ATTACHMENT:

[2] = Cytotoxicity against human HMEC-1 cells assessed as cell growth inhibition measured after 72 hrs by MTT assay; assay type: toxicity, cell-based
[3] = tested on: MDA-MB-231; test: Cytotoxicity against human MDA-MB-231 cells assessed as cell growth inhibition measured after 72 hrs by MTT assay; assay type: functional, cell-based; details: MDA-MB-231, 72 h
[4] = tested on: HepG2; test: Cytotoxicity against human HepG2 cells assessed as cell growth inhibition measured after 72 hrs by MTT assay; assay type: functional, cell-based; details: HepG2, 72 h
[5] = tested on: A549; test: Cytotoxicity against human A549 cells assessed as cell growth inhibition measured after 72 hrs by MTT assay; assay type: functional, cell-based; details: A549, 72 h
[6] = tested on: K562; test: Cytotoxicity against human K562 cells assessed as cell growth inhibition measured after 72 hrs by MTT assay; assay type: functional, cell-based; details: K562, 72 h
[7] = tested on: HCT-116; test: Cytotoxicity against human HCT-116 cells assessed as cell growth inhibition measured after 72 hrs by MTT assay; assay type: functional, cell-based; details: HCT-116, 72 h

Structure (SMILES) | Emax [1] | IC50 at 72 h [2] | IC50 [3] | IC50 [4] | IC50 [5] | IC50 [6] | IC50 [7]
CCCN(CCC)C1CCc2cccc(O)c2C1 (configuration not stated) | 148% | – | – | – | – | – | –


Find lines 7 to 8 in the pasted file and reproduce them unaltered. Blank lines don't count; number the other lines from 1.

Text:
Structure (SMILES) | Emax [1] | IC50 at 72 h [2] | IC50 [3] | IC50 [4] | IC50 [5] | IC50 [6] | IC50 [7]
CCCN(CCC)C1CCc2cccc(O)c2C1 (configuration not stated) | 148% | – | – | – | – | – | –